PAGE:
The Selfish Giant
Film Title: The Selfish Giant
Director: Clio Barnard
Starring: Conner Chapman, Shaun Thomas, Sean Gilder, Lorraine Ashbourne, Ian Burfield
Running Time: 26 min
Clio Barnard’s first film was so determinedly weird you left the cinema worrying if it might end up being a glorious one-off. The Arbor placed recordings from friends and family of late playwright Andrea Dunbar into the mouths of actors to create a troubling portrait of a Bradford estate. How do you follow that?
Triumphantly, as it happens. The Selfish Giant is a more conventional film than The Arbor, but it is every bit as transfixing.
Returning to grimmer corners of West Yorkshire, Barnard tells us the story of two incorrigible young lads named Arbor (Conner Chapman) and Swifty (Shaun Thomas). The former is small, aggressive and constantly agitated. The latter is large, considerate and more thoughtful. Both raised in unsettled families – Arbor looks to have been diagnosed with something like ADHD – they find themselves excluded from school and set out on a series of increasingly dangerous adventures.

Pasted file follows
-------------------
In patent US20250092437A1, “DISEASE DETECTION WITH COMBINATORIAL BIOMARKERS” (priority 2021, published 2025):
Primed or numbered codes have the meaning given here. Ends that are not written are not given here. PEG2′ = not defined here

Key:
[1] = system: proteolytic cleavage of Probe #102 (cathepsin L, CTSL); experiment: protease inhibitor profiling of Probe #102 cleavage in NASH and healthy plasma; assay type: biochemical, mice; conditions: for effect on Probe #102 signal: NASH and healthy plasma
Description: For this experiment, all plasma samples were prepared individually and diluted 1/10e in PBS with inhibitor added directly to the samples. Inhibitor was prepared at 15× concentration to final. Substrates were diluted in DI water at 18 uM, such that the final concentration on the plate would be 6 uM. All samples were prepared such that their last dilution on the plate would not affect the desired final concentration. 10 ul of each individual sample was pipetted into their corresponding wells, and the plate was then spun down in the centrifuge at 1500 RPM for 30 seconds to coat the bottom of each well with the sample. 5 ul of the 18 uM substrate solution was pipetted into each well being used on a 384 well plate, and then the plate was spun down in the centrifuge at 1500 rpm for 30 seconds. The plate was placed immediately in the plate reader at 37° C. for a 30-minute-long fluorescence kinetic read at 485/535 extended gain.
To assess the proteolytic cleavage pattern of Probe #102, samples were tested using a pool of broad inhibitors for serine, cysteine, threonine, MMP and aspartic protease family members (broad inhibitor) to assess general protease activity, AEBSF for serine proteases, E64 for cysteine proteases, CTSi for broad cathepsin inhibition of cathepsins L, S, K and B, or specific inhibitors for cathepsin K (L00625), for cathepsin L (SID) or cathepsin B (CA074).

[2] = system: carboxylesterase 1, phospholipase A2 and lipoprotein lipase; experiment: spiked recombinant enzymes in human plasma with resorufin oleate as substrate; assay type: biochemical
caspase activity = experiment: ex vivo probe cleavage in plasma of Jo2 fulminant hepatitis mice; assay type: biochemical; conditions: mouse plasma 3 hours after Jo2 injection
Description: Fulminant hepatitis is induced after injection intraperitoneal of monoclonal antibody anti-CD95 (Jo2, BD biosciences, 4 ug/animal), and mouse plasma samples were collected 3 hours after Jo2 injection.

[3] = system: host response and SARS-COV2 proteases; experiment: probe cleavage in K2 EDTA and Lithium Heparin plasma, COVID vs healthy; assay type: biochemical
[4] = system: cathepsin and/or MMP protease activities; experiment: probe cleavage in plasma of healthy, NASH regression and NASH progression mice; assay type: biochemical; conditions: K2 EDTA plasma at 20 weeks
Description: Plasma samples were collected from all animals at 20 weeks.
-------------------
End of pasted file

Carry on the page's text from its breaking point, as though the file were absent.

The boys sell copper wiring to a dodgy scrap metal merchant named Kitten (played by the always dangerous Sean Gilder), who, impressed by Swifty’s way with horses, considers him as a potential jockey in a local cart race. Amid all the banter and confusion, a vague disaster appears to be lurking over the horizon.
Viewers keen to divine the parallels with Oscar Wilde’s similarly titled fairytale will have a job on their hands. The film is as sad as the tale but a great deal less sentimental. Working very much in the realist mode of Ken Loach, Barnard draws robust performances from her two non-professional leads as she charts the dynamics of a perilous – but profound – teenage friendship.
Featuring spookily beautiful photography by Mike Eley, this hugely humane film manages the difficult business of persuading us to care for Arbor, even as his irresponsible actions threaten to lead the boys towards catastrophe.
It is also notable for allowing hope and humour to mingle with the misery. Wilde’s story and this peculiar tribute do, at least, have that much in common.